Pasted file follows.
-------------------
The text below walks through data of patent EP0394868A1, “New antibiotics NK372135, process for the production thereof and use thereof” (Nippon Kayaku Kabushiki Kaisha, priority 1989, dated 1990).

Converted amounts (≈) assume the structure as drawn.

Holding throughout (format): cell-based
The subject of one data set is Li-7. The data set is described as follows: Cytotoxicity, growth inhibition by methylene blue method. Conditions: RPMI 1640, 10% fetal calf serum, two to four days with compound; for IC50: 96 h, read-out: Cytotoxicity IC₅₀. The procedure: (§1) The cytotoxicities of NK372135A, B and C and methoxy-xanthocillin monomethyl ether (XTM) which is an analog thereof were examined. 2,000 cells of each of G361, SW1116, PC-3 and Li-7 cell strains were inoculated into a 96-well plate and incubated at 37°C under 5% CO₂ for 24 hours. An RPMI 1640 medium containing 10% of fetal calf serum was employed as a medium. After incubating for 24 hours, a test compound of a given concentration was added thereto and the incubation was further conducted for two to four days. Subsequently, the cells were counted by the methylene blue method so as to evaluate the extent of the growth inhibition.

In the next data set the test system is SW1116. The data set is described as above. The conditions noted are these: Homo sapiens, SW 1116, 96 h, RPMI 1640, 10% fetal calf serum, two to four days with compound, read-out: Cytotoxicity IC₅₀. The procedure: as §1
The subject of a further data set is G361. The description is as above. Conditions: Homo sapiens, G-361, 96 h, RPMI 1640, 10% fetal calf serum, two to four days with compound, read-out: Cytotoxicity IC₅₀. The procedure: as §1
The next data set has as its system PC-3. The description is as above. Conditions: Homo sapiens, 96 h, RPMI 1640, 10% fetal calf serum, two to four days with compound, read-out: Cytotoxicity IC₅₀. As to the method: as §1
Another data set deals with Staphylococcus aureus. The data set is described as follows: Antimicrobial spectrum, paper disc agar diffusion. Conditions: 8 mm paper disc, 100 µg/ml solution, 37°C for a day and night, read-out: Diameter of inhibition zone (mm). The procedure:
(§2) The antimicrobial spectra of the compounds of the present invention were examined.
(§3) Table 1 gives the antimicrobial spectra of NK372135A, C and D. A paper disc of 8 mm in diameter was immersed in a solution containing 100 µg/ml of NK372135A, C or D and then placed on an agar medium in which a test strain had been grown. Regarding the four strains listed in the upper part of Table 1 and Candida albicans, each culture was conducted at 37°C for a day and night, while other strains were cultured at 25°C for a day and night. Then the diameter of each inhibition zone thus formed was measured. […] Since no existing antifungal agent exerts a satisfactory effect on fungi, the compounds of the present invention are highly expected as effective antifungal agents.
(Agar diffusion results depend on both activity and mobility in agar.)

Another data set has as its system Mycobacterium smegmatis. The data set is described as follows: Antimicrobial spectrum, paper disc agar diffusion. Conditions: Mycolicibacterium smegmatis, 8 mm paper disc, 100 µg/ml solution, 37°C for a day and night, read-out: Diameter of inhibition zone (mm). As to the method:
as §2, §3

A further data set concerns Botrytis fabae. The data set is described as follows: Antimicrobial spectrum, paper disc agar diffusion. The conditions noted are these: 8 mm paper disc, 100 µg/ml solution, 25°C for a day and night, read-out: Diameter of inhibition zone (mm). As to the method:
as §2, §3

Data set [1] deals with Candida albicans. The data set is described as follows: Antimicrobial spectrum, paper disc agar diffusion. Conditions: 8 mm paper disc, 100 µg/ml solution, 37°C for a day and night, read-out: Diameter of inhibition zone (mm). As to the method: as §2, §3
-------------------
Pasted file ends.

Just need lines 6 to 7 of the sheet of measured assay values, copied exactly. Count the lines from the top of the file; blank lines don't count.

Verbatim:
The subject of a further data set is G361. The description is as above. Conditions: Homo sapiens, G-361, 96 h, RPMI 1640, 10% fetal calf serum, two to four days with compound, read-out: Cytotoxicity IC₅₀. The procedure: as §1
The next data set has as its system PC-3. The description is as above. Conditions: Homo sapiens, 96 h, RPMI 1640, 10% fetal calf serum, two to four days with compound, read-out: Cytotoxicity IC₅₀. As to the method: as §1